My own research, based on in-depth interviews with almost 300 pretrial detainees in San Francisco, Houston, Chicago, and Louisville, Ky., indicates that it takes as little as two days in jail awaiting trial to begin to experience pretrial detention’s negative and long-lasting effects. In absolute and relative terms, jails are awful places. This is not simply because people incarcerated in jails lack liberty and autonomy. The suffering associated with the jail experience goes well beyond these complaints. With poor and unstable funding, jails tend to employ staff who are underpaid and poorly trained. They have rules and regulations that staff enforce inconsistently but inmates are punitively sanctioned for noncompliance.

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Pretrial inmates also shared with my research team and me that daily life in jail is unpredictable and volatile. Individuals must be hypervigilant so as not to become prey to other inmates and staff. Facilities are not only unsafe but also often unsanitary; they are breeding grounds for the spread of infectious disease and violence. Inmates are offered limited, if any, programming to occupy and engage them, and they are provided health care and other essential social services that are meager at best, a distressing reality given that people incarcerated in jails are a heterogeneous population disproportionately beset with a number of often untreated chronic health conditions, mental health illnesses, and substance use disorders.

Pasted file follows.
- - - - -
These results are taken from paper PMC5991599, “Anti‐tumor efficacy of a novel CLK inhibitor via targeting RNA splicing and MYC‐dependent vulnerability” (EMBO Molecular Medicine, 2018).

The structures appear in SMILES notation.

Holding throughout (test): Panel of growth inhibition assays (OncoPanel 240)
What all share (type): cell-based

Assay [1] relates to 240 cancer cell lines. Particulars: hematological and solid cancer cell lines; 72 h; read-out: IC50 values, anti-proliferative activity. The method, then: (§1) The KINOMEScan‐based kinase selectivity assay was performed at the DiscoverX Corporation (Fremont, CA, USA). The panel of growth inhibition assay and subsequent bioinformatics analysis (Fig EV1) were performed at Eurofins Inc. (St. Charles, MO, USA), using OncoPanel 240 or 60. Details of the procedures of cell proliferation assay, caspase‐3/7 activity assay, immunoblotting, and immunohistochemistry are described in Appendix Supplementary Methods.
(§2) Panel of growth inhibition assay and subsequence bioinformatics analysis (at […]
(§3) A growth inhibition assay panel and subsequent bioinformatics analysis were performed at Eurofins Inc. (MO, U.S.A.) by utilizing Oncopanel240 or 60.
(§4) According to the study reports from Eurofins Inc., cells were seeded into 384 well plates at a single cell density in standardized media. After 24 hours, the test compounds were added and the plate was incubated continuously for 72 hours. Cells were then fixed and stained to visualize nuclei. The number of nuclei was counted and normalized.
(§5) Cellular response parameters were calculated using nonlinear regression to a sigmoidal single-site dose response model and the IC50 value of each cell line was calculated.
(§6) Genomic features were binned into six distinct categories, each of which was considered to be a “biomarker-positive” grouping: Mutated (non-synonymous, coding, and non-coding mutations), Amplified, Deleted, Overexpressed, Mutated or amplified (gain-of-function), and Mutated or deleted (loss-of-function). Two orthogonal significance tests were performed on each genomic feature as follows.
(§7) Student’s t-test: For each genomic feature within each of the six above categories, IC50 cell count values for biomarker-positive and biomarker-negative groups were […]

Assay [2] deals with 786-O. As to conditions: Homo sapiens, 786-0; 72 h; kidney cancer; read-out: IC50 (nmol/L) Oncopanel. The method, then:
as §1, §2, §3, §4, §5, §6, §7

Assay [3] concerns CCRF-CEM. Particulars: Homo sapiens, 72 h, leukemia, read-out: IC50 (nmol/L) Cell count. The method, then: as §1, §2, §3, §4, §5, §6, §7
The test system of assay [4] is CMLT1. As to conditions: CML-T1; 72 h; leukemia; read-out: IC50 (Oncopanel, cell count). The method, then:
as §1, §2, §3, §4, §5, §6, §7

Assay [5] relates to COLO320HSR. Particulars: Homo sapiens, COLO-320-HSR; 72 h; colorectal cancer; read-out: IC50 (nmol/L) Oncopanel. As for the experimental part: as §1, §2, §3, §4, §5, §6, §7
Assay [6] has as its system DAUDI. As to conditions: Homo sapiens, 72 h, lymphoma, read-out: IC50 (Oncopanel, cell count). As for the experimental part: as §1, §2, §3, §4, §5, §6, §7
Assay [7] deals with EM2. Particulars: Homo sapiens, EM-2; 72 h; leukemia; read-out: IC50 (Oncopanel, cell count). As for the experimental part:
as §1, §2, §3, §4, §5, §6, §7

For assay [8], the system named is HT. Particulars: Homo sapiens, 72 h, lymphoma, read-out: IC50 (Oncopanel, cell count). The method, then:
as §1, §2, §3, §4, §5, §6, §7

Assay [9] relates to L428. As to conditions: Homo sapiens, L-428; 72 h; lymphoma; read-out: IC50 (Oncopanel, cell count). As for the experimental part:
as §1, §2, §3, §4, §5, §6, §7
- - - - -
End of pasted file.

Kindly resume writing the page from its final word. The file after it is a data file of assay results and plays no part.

Given all of this, it is not surprising to learn that pretrial detention can have devastating effects on the lives of those held, especially those who are held simply because they are too poor to make bail for offenses that are typically fairly minor. The tragic death of Kalief Browder, brutalized on Rikers Island for three years while awaiting case adjudication for a low-level offense for which there was scant evidence, has brought much-needed attention not only to the horrors routinely experienced by those held pretrial, but also to the predictable consequences for individuals who become ensnared in the system, often unjustly. Upon release, Browder committed suicide. While most do not lose their lives by death, mortality rates in jail, already high, are on the rise. Illness takes most, but a significant minority die from suicide; homicides are also a major cause.

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Roughly 5 million unique individuals are held pretrial in the United States each year; this equals over 10 million annual jail admissions. Detaining many to avoid the dangers posed by a few is not only inexcusably unjust to those individuals, their families, and the communities in which they are embedded, it actually increases the likelihood of the very dangers many fear — in too many cases creating public safety issues where they did not exist before.

Although the Bail Fund has angered many, its interventions are not only lawful and morally grounded, they provide an overall benefit to society, helping to reduce inequities in a judicial system rife with them.

Sandra Susan Smith is a professor of criminal justice and faculty director of the Program in Criminal Justice Policy and Management at Harvard Kennedy School and professor at the Radcliffe Institute.